Elimination Diet to Determine Food Allergies
Food allergies can cause a wide array of symptoms. We may not readily associate many of these symptoms with allergic reactions. For most of us, when we think of an allergic reaction we think of red splotches on the skin or maybe difficulty in breathing. Allergies can also cause high blood pressure, pain in the digestive tract, constipation, headaches, fuzzy thinking and disorientation and a whole host of other problems. In fact, many undiagnosed physical ailments can be attributed to unrecognized food allergies.
In a study published in Lancet 1:92 in 1987 by T. Sethi, it was revealed that commercial allergy tests are not very reliable. The elimination diet is the most reliable method for determining food allergies.
If it is not clearly obvious what food or foods might be causing your symptoms then you can consider the elimination diet as a means to this end. On this diet it is permitted to eat the foods that are the least likely causes for an allergic reaction. When you start on this diet, you should allow the space of one week in order to allow the body to completely clear itself of any allergenic foods that might have been eaten prior to starting the elimination diet. At the end of this first week, most persons will find their symptoms relieved if their trouble was, in fact, caused by foods. During the period of elimination, all foods consumed should be cooked thoroughly because cooking causes a change in the proteins rendering them less likely to cause an allergic reaction.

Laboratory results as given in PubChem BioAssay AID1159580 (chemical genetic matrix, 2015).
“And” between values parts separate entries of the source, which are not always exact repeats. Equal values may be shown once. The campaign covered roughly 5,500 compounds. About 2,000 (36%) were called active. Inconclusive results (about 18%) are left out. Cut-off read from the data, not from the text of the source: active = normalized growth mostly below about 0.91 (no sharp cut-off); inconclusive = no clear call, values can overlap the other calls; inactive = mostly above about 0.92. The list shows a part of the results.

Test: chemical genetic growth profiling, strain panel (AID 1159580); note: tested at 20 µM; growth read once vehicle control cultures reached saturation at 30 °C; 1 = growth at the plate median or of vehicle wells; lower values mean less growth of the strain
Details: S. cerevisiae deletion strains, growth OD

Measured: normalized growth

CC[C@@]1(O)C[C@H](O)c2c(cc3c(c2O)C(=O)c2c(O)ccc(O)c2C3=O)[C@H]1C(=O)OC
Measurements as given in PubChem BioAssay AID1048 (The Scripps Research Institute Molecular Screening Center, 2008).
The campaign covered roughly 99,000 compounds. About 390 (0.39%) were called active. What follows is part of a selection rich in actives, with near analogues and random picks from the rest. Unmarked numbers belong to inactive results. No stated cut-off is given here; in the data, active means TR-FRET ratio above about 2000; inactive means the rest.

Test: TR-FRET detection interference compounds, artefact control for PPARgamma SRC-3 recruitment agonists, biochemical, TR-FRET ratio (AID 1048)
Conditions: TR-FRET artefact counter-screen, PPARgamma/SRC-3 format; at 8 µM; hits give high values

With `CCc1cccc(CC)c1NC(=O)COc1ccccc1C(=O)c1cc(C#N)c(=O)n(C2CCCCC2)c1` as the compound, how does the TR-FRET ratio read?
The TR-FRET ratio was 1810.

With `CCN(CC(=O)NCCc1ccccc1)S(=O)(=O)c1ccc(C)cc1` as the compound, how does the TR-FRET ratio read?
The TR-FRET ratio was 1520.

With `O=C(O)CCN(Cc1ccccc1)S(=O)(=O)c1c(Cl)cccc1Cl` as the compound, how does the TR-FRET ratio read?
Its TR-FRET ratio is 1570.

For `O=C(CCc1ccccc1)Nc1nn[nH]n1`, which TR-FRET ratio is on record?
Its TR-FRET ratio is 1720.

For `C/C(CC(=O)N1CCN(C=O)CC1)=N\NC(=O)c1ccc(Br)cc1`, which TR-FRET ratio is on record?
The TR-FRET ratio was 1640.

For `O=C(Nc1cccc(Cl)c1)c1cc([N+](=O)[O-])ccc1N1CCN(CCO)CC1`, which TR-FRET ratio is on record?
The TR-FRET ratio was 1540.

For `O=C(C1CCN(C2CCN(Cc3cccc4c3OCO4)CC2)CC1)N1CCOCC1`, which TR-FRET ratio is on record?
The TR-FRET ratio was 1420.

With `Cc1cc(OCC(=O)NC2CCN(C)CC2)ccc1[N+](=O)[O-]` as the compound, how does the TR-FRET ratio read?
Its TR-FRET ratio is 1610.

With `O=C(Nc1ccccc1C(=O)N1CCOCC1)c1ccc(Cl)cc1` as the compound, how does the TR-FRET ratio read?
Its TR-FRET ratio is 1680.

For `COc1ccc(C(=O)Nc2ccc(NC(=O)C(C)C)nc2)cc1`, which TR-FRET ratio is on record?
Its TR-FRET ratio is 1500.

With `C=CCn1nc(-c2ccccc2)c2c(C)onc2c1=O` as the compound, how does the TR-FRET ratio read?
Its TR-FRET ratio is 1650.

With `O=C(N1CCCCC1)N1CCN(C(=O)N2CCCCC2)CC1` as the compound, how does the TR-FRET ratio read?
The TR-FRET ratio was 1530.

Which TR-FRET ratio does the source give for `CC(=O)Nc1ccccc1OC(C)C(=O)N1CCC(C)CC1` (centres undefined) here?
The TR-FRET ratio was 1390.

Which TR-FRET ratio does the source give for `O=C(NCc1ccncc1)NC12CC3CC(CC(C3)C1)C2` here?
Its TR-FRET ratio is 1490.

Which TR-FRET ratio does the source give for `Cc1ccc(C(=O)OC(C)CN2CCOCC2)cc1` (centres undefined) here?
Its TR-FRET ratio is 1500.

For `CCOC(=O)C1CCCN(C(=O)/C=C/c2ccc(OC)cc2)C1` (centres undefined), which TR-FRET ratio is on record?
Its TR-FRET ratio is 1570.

Accepted Foods on an Elimination Diet
Starches (everything cooked):
Tapioca rice flour
Yellow, orange and green vegetables (everything cooked):
Fruits (everything cooked) - most non-citrus fruits can be eaten including:
Salt is the only spice that is allowed if it is not already restricted for other health concerns. During the elimination diet there can be no other condiments of any kind including vinegar, mustard, salad dressings, ketchup or lemon juice.
Only water is allowed.
At the conclusion of one week of eating this diet the symptoms of your food allergies should have come to an end and your overall feeling of health should be much improved. If this is true, then you can start to introduce additional foods into your diet. However, the most important thing is to do this one food at a time. This will allow you to observe whether or not any of them will invoke an allergic response. For purposes of testing, each newly introduced food should be consumed in large quantities three times each day for a period of two days.
If there is no reaction following the consumption of the food being tested, you can add it to your list of acceptable non-allergenic foods. In most cases you will see an allergic response within only a few hours of consuming the food. Some reactions will not occur for several days. Each food item must be tested alone and individually. Never introduce two new foods at the same time. When you notice an allergic reaction to a food, you must then wait at least four days before beginning to test the next food. This time period gives your body the time it needs to clear and eliminate the allergenic food.
WARNING! This information is provided for academic purposes only. Always consult a physician before using any home remedy or any other information on this web site.
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